I have a number of other items I have found about the lower mall from articles and advertisements in the paper (as I have mentioned previously, there was no shortage of coverage when the mall opened,) but I still need to sort through the stuff.  Also note that I have begun researching the upper mall as well (which opened roughly a year after the lower mall,) and I have also been able to find a list of stores there as well as a map showing what the interior of the upper mall looked like when there was actually an enclosed mall there (it was a pretty small place, most of the stores there had to be tiny.)  Although I have yet to find evidence of the Turbo Tubes waterslides that several people have mentioned in the comments, I have found out that when the upper mall opened it had an indoor mini golf course, located in the building that currently houses the Trader Joe’s (which it shared with a tire shop, of all things.)  The main anchor of the upper mall was Sportswest, another Pay ‘n Save subsidiary which in 1988 became the Big 5 sporting Goods store that remains there to this day.  Denny’s Pet World has also been located in the lower mall since it first opened, but they were originally located in a completely different location from where they are today.   Watch for more details on the upper mall coming soon.  Again, feel free to fill in any blanks you might be able to here.

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31 Comments »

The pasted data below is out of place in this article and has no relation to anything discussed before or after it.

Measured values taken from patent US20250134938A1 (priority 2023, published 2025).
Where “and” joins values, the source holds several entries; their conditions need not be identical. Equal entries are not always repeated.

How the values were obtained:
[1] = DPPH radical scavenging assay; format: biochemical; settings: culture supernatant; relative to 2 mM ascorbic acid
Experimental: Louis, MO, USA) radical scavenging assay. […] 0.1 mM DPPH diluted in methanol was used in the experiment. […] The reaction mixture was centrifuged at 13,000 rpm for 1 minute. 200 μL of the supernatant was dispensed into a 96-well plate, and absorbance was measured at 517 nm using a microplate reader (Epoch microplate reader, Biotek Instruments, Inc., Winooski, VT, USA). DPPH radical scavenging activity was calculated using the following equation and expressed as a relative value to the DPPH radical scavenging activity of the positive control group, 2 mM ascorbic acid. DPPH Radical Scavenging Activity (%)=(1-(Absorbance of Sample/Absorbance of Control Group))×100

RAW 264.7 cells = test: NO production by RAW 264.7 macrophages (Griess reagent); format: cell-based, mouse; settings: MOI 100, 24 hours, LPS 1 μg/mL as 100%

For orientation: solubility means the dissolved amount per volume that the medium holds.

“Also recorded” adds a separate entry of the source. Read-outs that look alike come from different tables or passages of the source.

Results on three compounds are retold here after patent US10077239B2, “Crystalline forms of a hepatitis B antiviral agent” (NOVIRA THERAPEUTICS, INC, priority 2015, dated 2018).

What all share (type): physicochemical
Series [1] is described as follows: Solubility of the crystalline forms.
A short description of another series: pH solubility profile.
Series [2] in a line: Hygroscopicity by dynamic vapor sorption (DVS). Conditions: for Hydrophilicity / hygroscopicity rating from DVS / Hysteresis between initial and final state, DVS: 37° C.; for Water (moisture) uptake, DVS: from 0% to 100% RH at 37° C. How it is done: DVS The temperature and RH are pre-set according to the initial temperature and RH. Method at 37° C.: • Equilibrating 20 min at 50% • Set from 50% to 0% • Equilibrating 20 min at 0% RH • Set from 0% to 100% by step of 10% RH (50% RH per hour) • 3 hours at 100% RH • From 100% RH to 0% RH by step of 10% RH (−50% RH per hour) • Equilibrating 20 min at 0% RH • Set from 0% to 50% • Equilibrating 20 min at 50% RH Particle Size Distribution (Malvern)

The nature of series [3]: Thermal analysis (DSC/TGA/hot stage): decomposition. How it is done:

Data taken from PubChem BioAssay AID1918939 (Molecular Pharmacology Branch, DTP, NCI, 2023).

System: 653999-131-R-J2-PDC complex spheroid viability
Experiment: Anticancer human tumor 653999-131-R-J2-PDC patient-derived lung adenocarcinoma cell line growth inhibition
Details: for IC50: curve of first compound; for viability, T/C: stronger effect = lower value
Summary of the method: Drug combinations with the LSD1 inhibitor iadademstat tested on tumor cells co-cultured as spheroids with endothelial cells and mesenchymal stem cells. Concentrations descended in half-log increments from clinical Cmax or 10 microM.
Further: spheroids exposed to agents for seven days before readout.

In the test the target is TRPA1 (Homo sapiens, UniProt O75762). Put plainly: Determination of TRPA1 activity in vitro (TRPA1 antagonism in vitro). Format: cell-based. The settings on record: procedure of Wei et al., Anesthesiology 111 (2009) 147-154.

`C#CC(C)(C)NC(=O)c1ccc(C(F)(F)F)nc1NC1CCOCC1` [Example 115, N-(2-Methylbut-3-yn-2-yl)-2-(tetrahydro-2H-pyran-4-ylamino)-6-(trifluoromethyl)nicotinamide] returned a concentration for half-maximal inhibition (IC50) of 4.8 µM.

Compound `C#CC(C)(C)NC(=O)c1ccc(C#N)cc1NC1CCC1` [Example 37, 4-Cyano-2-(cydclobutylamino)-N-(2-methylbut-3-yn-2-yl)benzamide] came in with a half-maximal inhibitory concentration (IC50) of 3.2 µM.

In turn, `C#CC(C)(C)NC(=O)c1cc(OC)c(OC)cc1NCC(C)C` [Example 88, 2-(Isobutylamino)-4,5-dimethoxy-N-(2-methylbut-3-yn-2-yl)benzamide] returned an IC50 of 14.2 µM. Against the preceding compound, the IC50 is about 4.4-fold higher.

1. […] Update 4/9/08:  Please see the latest update on my research into the history of this mall here. […]

    Pingback by Retail Wasteland - A Tour of the Totem Lake Mall « The Sledgehammer - Version 2.0 — April 9, 2008 @ 1:52 am

  2. I was chatting with my parents this weekend (who have been in the area for 30+ years) about the opening of the mall. They said shortly after Ernst opened half of the floor caved in due to the store being built on the wetlands. Crazy!

    I love your posts by the way. Empty Commercial Real Estate is one of my favorite subjects!

    Comment by Sarah — April 9, 2008 @ 12:00 pm

  3. Oh, I forgot to mention. The Wendy’s that is up the road from the mall, by the Fred Meyer used to be Rax (roastbeef sandwiches) which I think are only sprinkled around the Mid-West these days. Not like that has anything about the mall, I just wanted a chance to mention how I miss Rax. Best cookies ever.

    Comment by Sarah — April 9, 2008 @ 12:05 pm

  4. You know, I had never noticed that there was anything unusual about that particular Wendy’s (I used to work in the area and ate there on occasion) until I went to take another look at it again, but once you know what a Rax (the Wikipedia article has photos) is supposed to look like, it’s pretty clear that this place used to be one. I know there used to be a Rax up in Monroe as well that lasted longer than this one, but it’s gone by now also.

    This actually ties in to another project I’ve been working on. Watch for more stuff on this soon.